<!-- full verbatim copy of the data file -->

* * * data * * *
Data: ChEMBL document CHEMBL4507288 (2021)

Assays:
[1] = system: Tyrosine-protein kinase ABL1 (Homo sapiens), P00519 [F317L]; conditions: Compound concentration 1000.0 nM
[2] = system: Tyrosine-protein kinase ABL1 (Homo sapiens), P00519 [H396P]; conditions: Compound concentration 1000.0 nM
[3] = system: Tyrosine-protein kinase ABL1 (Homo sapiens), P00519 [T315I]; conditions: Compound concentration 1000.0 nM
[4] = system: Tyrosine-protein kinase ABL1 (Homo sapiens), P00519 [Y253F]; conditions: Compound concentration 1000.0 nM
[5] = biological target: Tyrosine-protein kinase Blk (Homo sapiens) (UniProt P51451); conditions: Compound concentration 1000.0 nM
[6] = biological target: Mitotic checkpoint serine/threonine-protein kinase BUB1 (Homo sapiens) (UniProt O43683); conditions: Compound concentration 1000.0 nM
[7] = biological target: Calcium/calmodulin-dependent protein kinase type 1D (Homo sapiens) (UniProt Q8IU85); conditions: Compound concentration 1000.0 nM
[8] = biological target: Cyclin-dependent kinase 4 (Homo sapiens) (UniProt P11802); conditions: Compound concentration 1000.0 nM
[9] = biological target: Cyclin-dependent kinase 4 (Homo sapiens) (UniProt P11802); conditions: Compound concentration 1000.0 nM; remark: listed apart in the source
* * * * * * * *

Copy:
Data: ChEMBL document CHEMBL4507288 (2021)

Assays:
[1] = system: Tyrosine-protein kinase ABL1 (Homo sapiens), P00519 [F317L]; conditions: Compound concentration 1000.0 nM
[2] = system: Tyrosine-protein kinase ABL1 (Homo sapiens), P00519 [H396P]; conditions: Compound concentration 1000.0 nM
[3] = system: Tyrosine-protein kinase ABL1 (Homo sapiens), P00519 [T315I]; conditions: Compound concentration 1000.0 nM
[4] = system: Tyrosine-protein kinase ABL1 (Homo sapiens), P00519 [Y253F]; conditions: Compound concentration 1000.0 nM
[5] = biological target: Tyrosine-protein kinase Blk (Homo sapiens) (UniProt P51451); conditions: Compound concentration 1000.0 nM
[6] = biological target: Mitotic checkpoint serine/threonine-protein kinase BUB1 (Homo sapiens) (UniProt O43683); conditions: Compound concentration 1000.0 nM
[7] = biological target: Calcium/calmodulin-dependent protein kinase type 1D (Homo sapiens) (UniProt Q8IU85); conditions: Compound concentration 1000.0 nM
[8] = biological target: Cyclin-dependent kinase 4 (Homo sapiens) (UniProt P11802); conditions: Compound concentration 1000.0 nM
[9] = biological target: Cyclin-dependent kinase 4 (Homo sapiens) (UniProt P11802); conditions: Compound concentration 1000.0 nM; remark: listed apart in the source